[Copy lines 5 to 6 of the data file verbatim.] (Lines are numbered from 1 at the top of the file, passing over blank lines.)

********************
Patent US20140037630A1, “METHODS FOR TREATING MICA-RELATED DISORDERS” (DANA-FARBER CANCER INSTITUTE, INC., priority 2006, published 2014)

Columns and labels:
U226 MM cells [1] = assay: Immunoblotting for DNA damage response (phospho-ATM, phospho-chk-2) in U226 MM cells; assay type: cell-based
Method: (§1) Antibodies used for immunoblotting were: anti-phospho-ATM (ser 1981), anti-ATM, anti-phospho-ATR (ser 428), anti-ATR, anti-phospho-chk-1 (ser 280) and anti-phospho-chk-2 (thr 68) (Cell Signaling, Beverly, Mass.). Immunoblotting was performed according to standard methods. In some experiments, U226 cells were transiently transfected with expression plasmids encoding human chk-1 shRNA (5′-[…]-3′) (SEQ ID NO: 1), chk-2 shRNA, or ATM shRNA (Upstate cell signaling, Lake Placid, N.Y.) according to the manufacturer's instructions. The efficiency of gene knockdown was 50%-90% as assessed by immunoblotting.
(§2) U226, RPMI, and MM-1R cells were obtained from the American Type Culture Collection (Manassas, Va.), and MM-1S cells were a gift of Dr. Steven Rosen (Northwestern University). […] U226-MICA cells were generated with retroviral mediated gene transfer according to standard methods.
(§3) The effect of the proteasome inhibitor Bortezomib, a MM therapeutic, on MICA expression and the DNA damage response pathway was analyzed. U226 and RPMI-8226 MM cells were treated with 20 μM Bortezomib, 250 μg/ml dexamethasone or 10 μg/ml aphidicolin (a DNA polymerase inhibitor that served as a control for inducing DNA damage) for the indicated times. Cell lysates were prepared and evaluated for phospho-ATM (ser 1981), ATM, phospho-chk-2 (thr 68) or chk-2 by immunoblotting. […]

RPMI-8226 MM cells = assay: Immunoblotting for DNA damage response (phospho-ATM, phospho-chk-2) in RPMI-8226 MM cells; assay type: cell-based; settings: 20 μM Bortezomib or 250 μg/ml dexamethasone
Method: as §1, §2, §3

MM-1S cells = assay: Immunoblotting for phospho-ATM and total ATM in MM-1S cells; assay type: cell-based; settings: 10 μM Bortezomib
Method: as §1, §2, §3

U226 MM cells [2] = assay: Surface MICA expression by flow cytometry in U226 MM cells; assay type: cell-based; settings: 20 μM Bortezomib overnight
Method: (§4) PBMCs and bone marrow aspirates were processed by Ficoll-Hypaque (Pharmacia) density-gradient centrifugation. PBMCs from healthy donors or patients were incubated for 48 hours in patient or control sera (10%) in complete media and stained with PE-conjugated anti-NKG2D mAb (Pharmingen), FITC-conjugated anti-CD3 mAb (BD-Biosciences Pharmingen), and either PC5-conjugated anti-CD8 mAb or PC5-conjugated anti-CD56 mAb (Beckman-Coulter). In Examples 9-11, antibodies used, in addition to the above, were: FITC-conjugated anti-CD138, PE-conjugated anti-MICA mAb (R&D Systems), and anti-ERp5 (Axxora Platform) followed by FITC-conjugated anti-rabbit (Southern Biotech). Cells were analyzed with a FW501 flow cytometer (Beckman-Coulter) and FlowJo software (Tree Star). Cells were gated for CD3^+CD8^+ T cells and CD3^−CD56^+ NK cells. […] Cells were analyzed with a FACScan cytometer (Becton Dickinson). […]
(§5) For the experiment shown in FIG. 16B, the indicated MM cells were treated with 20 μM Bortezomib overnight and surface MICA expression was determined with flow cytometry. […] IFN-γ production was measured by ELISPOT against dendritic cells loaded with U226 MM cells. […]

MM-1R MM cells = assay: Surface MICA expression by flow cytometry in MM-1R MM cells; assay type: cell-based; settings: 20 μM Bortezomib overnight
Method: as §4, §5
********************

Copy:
(§2) U226, RPMI, and MM-1R cells were obtained from the American Type Culture Collection (Manassas, Va.), and MM-1S cells were a gift of Dr. Steven Rosen (Northwestern University). […] U226-MICA cells were generated with retroviral mediated gene transfer according to standard methods.
(§3) The effect of the proteasome inhibitor Bortezomib, a MM therapeutic, on MICA expression and the DNA damage response pathway was analyzed. U226 and RPMI-8226 MM cells were treated with 20 μM Bortezomib, 250 μg/ml dexamethasone or 10 μg/ml aphidicolin (a DNA polymerase inhibitor that served as a control for inducing DNA damage) for the indicated times. Cell lysates were prepared and evaluated for phospho-ATM (ser 1981), ATM, phospho-chk-2 (thr 68) or chk-2 by immunoblotting. […]